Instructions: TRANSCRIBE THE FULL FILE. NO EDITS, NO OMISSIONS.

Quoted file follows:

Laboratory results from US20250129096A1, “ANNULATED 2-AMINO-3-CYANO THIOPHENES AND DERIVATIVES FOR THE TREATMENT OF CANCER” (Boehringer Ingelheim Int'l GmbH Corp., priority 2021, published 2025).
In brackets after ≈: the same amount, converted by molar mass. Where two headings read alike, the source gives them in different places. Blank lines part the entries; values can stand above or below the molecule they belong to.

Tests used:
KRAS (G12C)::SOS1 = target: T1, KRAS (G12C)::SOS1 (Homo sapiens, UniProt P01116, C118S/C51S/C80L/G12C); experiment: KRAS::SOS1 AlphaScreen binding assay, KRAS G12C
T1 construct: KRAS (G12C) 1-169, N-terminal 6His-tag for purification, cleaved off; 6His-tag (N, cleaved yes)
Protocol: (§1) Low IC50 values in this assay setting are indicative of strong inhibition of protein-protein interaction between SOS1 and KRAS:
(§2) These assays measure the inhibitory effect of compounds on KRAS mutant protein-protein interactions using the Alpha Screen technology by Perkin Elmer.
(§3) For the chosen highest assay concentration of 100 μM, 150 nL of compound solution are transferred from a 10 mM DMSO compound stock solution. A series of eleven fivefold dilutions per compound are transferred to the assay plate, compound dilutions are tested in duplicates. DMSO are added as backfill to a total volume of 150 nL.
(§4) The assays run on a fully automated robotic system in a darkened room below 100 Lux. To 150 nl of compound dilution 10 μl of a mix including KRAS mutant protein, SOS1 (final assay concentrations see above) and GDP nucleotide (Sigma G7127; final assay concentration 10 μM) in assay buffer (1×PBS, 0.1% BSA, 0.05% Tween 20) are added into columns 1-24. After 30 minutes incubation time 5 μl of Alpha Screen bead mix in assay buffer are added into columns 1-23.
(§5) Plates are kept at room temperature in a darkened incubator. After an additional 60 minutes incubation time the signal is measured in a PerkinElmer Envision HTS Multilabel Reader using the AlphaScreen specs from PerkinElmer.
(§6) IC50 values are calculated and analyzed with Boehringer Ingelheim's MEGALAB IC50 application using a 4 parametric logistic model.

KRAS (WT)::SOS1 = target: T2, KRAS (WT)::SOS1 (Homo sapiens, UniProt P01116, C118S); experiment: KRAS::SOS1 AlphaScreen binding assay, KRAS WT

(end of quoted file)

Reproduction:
Laboratory results from US20250129096A1, “ANNULATED 2-AMINO-3-CYANO THIOPHENES AND DERIVATIVES FOR THE TREATMENT OF CANCER” (Boehringer Ingelheim Int'l GmbH Corp., priority 2021, published 2025).
In brackets after ≈: the same amount, converted by molar mass. Where two headings read alike, the source gives them in different places. Blank lines part the entries; values can stand above or below the molecule they belong to.

Tests used:
KRAS (G12C)::SOS1 = target: T1, KRAS (G12C)::SOS1 (Homo sapiens, UniProt P01116, C118S/C51S/C80L/G12C); experiment: KRAS::SOS1 AlphaScreen binding assay, KRAS G12C
T1 construct: KRAS (G12C) 1-169, N-terminal 6His-tag for purification, cleaved off; 6His-tag (N, cleaved yes)
Protocol: (§1) Low IC50 values in this assay setting are indicative of strong inhibition of protein-protein interaction between SOS1 and KRAS:
(§2) These assays measure the inhibitory effect of compounds on KRAS mutant protein-protein interactions using the Alpha Screen technology by Perkin Elmer.
(§3) For the chosen highest assay concentration of 100 μM, 150 nL of compound solution are transferred from a 10 mM DMSO compound stock solution. A series of eleven fivefold dilutions per compound are transferred to the assay plate, compound dilutions are tested in duplicates. DMSO are added as backfill to a total volume of 150 nL.
(§4) The assays run on a fully automated robotic system in a darkened room below 100 Lux. To 150 nl of compound dilution 10 μl of a mix including KRAS mutant protein, SOS1 (final assay concentrations see above) and GDP nucleotide (Sigma G7127; final assay concentration 10 μM) in assay buffer (1×PBS, 0.1% BSA, 0.05% Tween 20) are added into columns 1-24. After 30 minutes incubation time 5 μl of Alpha Screen bead mix in assay buffer are added into columns 1-23.
(§5) Plates are kept at room temperature in a darkened incubator. After an additional 60 minutes incubation time the signal is measured in a PerkinElmer Envision HTS Multilabel Reader using the AlphaScreen specs from PerkinElmer.
(§6) IC50 values are calculated and analyzed with Boehringer Ingelheim's MEGALAB IC50 application using a 4 parametric logistic model.

KRAS (WT)::SOS1 = target: T2, KRAS (WT)::SOS1 (Homo sapiens, UniProt P01116, C118S); experiment: KRAS::SOS1 AlphaScreen binding assay, KRAS WT